Genetic variants of GSNOR and ADRB2 influence response to albuterol in African-American children with severe asthma.

Moore PE, Ryckman KK, Williams SM, Patel N, Summar ML, Sheller JR
Pediatr Pulmonol. 2009 44 (7): 649-54

PMID: 19514054 · DOI:10.1002/ppul.21033

African Americans are disproportionately affected by asthma. Social and economic factors play a role in this disparity, but there is evidence that genetic factors may also influence the development of asthma and response to therapy in African American children. Our hypothesis is that variations in asthma related genes contribute to the observed asthma disparities by influencing the response to asthma-specific therapy. In order to test this hypothesis, we characterized the clinical response to asthma-specific therapy in 107 African American children who presented to the emergency room in status asthmaticus, with a primary outcome indicator of length of time on continuous albuterol. Single locus analysis indicated that genotype variation in glutathione-dependent S-nitrosoglutathione reductase (GSNOR) is associated with a decreased response to asthma treatment in African American children. A post hoc multi-locus analysis revealed that a combination of four single nucleotide polymorphisms (SNPs) within GSNOR, adrenergic receptor beta 2, and carbamoyl phosphate synthetase-1 give a 70% predictive value for lack of response to therapy. This predictive model needs replication in other cohorts of patients with asthma, but suggests gene-gene interactions may have greater significance than that identified with single variants. Our findings also suggest that genetic variants may contribute to the observed population disparities in asthma.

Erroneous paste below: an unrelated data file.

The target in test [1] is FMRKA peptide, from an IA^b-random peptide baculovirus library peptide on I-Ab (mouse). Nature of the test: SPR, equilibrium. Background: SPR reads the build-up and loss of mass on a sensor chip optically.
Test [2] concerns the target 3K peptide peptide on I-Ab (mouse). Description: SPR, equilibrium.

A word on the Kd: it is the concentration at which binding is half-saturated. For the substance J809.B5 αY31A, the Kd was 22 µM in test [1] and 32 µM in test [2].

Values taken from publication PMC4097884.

MeSH Terms (14)

Adolescent African Americans Albuterol Aldehyde Oxidoreductases Asthma Bronchodilator Agents Child Child, Preschool Drug Resistance Humans Linkage Disequilibrium Pharmacogenetics Polymorphism, Single Nucleotide Receptors, Adrenergic, beta-2

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